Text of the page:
September 20, 2021
Wine Production and Climate Change
Insights from Director of Winemaking Kayla Winter
We asked BevZero’s head winemaker, Kayla Winter, why the wine industry is so susceptible to negative impacts from climate change.
First, a little background. What is the life cycle of the grape?
Grape Phenology is the study of the maturation and life cycle of grapevines. The main stages within a grapevine’s life cycle are 1. Budbreak, 2. Flowering 3. Fruit Set, 4. Verasion (the ripening of the grapes), and 5. Dormancy, which lasts until the following season’s budbreak.
Winemakers wait until after Verasion to harvest as that is when the grapevine begins to produce sugar. That sugar will later be fermented by yeast to form alcohol, thus creating the delicious and versatile beverage we know as wine. The longer the fruit sits on the vine, the more sugar is produced. This is why wines harvested later in the growing season will have higher levels of alcohol. Acid levels also change during fruit maturation, but in the opposite way. Grapes harvested early will have higher levels of acidity than those that were left longer to ripen.
When and how do you prepare for harvest season?
Once Verasion hits, winemakers and viticulturalists will scout vineyards daily, taking sugar measurements and tasting the grapes to determine when to harvest. This is an extremely important step in the winemaking process—harvesting too early will result in wines with high acid and unpleasant herbaceous character, and harvesting too late will lead to overly alcoholic, flabby wines with no structure. Depending on the rate of maturation, this window of ideal ripeness could be a week, or a matter of days.
How does climate change affect the flavor of wine?
The timeline for the grape phenology cycle is partially driven by temperature. As temperature levels rise on a global scale, grapes are ripening at a much faster rate. Data published in Climate of the Past, a journal by the European Geosciences Union, tracks harvest dates in Burgundy, France all the way back to the 1300s. According to the data, harvests in that region begin on average 13 days earlier than they did prior to 1988.
Despite harvesting early, these grapes are hitting historically high levels of sugar, causing regions traditionally known for balanced wines to produce high alcohol “fruit bombs”. Stylistically, these wines can be quite popular, and have even emerged as a signature of California. But what happens when the thermostat keeps going up? Winemakers from traditionally cooler regions will be left with fruit bombs, and those used to high temperatures may not be able to produce anything palatable.
What are the biggest obstacles wine harvests face from climate change?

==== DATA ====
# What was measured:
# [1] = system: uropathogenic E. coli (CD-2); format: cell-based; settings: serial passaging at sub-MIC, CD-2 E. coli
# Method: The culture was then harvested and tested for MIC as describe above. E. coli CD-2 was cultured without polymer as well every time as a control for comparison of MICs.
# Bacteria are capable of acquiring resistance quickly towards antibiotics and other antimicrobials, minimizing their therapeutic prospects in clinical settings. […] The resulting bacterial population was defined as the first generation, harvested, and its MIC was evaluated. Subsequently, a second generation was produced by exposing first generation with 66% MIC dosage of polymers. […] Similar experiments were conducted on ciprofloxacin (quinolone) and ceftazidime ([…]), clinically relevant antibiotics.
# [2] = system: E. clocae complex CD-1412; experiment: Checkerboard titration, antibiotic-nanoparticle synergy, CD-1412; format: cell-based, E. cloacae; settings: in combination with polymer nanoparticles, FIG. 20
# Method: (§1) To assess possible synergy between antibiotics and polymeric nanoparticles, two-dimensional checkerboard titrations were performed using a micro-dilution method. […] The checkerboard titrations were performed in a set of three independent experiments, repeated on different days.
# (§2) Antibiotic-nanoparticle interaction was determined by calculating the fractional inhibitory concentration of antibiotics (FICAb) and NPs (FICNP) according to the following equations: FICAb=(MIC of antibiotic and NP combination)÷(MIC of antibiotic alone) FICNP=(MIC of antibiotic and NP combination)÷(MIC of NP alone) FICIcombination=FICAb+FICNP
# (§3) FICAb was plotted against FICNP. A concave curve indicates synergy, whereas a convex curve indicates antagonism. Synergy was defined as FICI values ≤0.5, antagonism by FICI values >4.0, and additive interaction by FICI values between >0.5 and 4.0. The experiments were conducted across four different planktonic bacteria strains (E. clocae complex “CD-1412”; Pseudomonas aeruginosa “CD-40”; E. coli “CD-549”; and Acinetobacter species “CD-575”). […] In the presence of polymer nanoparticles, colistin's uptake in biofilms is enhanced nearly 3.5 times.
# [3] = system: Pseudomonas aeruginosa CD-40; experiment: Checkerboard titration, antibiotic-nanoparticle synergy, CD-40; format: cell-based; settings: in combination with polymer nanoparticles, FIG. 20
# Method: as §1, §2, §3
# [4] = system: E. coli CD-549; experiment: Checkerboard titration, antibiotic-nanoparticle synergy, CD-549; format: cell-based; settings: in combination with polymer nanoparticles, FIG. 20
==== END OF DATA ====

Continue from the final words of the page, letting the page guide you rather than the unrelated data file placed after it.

Apart from flavor, climate change is also putting its stamp on global yields through severe weather patterns such as droughts, floods, hail, and firestorms. It seems that every harvest we hear of ‘unprecedented hailstorms’ devastating crop yields in Europe. The word Megadrought is now being used in California, and growing regions around the world have been suffering from smoke taint due to an overwhelming surge of wildfires. These occurrences can devastate small producers in particular, whose entire livelihood may be affected by one incident. A winemaker’s main concern during harvest was at one time simply to make the best wine. Now, they must grapple with the possibility of no harvest at all.
How can the industry adapt to climate change?
There are two things we can do in response to the increasing pressures of climate change: get creative or get out of Dodge. As temperatures rise, the possibility of growing grapes in previously unaccommodating regions is enticing. Why not just move further away from the equator, somewhere with more water? Maybe reach higher elevations? The reality is that migrating agricultural areas has the potential to devastate the ecosystems in these new regions. New vineyards will lead to substantial habitat loss, possibly diminishing local waterways to fulfill irrigation needs. Before heading down this road, the industry must find a way to thrive despite the current state of the climate.
This is where creativity and ingenuity come into play. Research published PNAS shows that there is potential to alleviate concerns by diversifying and shifting grape varietals to areas more suitable to their temperature needs. Along the same line, Burgundy has begun to look at new clones of Pinot Noir that are better suited for warmer temperatures.
De-alcoholization is another way to find balance in wines from particularly hot regions. For minor alcohol adjustments such as these, only a portion of the lot needs to be processed, leaving minimal sensory impacts on the final product.
What other ideas can we come up with? As prolific as this industry is, there are thousands of bright minds working in and studying wine every day. The key is not to give up hope, not to find the easy way out. We must do what is best for the environment and the industry. The fact that this conversation is being had across global platforms is a significant step in the right direction.